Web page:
State News

Legislative update: the $$ forecast

By Rep. Jim Harrison

Last week, state economists presented revised state revenue forecasts that will be the basis of next year’s budget. The good news is that the forecast was adjusted significantly upward from the one done last August. Total revenues in all funds are now expected to be only $20 million below pre-pandemic FY21 (July ’20 – June ’21) estimates and $77 million above FY22 estimates.

The new forecasts are the combined effort of the Legislature’s own economist, Tom Kavet of Kavet, Rockler & Associates LLC and the administration’s economist, Jeff Carr of Economic & Policy Resources. Given that the economists represent two different branches of government, getting an agreed upon forecast from the two independent firms gives a level of credibility to the numbers.

However, it can be and often is like weather forecasting. What exactly does a chance of snow or rain today really mean? We will have a better idea the day after and so is the case with moving financial targets. It’s not an exact science by any means.

But wait…why all the extra $$?

Carr and Kavet both attribute the turnaround of state revenues to the massive influx of federal dollars. In Kavet’s report he indicates, “Revenue….appears to indicate that if federal deficit spending is sufficiently massive, it can offset almost any recessionary event – including a pandemic. With nearly $7 billion in federal transfer payments to Vermont already in progress and as much as $3 billion more likely to come, economic ‘winners’ are now more than offsetting ‘losers’ and tax revenue expectations for both FY21 and FY22 have been radically upgraded from prior August projections.”

Carr, in his comments to the governor and the emergency board, cautioned that this period of unprecedented borrowing by the federal government, could lead to inflationary pressures in a couple of years. And eventually the borrowed funds will need to be paid back.

It was also acknowledged that while some sectors have done well (car sales and real estate for example), there are others that have been hit hard (hospitality, certain retail, etc.). The rooms and meals tax revenue is one area where there is a significant decline. Additionally, there are 20,000 more people out of work from a year ago. Given that unemployment insurance payments, including the extra $600/week that Washington provided last spring, are taxable, it should be no surprise that the Dept. of Labor (which makes the unemployment payments) has become the state’s largest income tax withholder.

We will know more what this all means to next year’s budget when the governor presents his plan to a joint session of the Legislature Tuesday afternoon, Jan. 26. The improved revenue forecast will help but by no means changes making the budget easier given the pressures of the growing pension liability and the financial challenges of the Vermont State Colleges.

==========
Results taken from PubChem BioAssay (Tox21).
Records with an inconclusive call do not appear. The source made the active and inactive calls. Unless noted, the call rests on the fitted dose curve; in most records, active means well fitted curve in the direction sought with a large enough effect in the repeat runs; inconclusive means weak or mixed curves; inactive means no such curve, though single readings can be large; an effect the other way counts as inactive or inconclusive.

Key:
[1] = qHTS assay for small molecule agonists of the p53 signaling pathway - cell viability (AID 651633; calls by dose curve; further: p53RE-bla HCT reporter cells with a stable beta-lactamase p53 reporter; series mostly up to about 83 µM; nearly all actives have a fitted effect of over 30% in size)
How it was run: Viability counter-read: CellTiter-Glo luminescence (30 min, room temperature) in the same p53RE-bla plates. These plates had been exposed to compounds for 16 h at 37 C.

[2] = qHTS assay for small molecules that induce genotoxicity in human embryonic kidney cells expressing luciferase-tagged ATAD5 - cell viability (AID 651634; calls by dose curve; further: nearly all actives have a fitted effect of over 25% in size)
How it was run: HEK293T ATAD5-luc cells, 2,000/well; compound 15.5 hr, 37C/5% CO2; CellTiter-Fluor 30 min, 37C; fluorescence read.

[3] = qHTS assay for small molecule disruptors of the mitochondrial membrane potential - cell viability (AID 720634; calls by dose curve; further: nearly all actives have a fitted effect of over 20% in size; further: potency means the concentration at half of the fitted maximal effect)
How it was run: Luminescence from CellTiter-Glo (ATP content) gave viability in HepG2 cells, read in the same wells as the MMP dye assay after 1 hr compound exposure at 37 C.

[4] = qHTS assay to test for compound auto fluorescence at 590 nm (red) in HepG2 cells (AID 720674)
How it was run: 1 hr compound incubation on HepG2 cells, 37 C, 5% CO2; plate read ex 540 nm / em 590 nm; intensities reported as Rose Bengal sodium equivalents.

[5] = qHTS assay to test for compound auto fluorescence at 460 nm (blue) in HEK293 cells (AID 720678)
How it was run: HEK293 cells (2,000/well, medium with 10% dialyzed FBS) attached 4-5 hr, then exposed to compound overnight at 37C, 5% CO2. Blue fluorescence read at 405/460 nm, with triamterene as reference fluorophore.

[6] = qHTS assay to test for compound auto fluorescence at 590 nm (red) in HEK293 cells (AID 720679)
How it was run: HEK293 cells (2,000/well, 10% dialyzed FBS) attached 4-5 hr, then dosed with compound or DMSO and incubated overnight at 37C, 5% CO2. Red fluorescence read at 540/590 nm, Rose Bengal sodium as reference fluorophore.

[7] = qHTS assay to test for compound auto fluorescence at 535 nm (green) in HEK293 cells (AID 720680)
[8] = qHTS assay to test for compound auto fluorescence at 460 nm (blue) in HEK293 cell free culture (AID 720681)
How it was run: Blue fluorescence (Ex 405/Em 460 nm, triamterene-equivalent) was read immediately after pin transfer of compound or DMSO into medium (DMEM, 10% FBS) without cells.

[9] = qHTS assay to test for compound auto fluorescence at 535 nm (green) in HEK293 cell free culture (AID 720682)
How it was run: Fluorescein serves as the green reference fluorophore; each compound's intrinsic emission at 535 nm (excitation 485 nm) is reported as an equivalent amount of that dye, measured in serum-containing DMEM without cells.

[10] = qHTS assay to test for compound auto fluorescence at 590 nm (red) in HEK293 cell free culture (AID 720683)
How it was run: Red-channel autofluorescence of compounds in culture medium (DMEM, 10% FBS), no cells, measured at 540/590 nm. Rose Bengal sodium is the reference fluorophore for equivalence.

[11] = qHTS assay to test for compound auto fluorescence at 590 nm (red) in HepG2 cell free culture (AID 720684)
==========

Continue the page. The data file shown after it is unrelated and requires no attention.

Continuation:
Other items of interest:

The second bill of the session on its way to the governor is S.9, which extends workers compensation coverage for Covid-19 illness until 30 days following the lifting of the governor’s state of emergency order.

Many committees have begun the process of listening to various bill sponsors for a short introduction of what their legislation intends to fix. Committees will then decide what issues are their priorities for the rest of the session, especially given the overriding concerns of dealing with Covid related measures first, along with the limitations of remote legislating.

The governor’s executive orders surrounding changes to Act 250 reviews and combining of some law enforcement under the Agency of Public Service are under review by several committees. The executive orders will go forward unless the Legislature, acts to reject them.

As the result of new options for the 2021 town meeting, such as allowing towns to send ballots to all voters, the secretary of state issued rules giving municipalities the flexibility and safe voting options to hold their annual meeting and other local elections safely. The SOS office can also provide funds to reimburse municipal expenses for all-mail balloting if a town selects that option.

Phase II of Vermont’s Covid-19 vaccine distribution effort began on Jan. 25 with the opening of registration for those 75 or older. The best way to make an appointment is through the Health Department’s website: healthvermont.gov/MyVaccine. There is also a call center option, 855-722-7878, although Vermonters are strongly urged to use the online system to avoid the heavy call volume and the expected delays. Once everyone 75 and over has had access, the state will move to 70-74, then 65-69, then people of any age with certain high-risk conditions and then followed by the general population. If many more doses of vaccine become available, the state may modify this age-banded vaccination strategy.

According to at least one media report, the focus on the pandemic may have taken a toll on certain legislation initiatives. A Vermont Green New Deal funded by an income tax surcharge garnered 14 co-sponsors out of the 30-member Senate last year, but it has three co-sponsors this year. The lead sponsor is Sen. Pollina, P/D-Washington.

Jim Harrison is a house representative for the towns of Bridgewater, Chittenden, Killington and Mendon. Contact him at [email protected] or facebook.com/harrisonforvermont.

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